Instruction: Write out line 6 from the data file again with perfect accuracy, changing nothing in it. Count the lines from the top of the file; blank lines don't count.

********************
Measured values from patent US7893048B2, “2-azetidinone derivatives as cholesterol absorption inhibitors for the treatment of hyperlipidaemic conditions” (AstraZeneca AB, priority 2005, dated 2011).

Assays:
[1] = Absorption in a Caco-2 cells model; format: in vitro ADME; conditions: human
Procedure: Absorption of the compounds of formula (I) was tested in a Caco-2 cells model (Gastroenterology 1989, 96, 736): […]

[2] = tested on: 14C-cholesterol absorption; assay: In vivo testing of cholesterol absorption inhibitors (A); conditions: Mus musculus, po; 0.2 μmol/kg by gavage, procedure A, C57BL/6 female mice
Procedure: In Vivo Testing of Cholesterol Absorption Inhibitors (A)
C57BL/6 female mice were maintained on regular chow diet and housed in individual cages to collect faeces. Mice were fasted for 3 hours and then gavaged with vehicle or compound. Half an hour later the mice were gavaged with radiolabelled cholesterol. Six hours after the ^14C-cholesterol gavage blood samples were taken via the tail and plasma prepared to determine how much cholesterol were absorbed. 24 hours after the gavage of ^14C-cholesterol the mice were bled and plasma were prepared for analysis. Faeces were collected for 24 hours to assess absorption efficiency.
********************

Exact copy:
Procedure: In Vivo Testing of Cholesterol Absorption Inhibitors (A)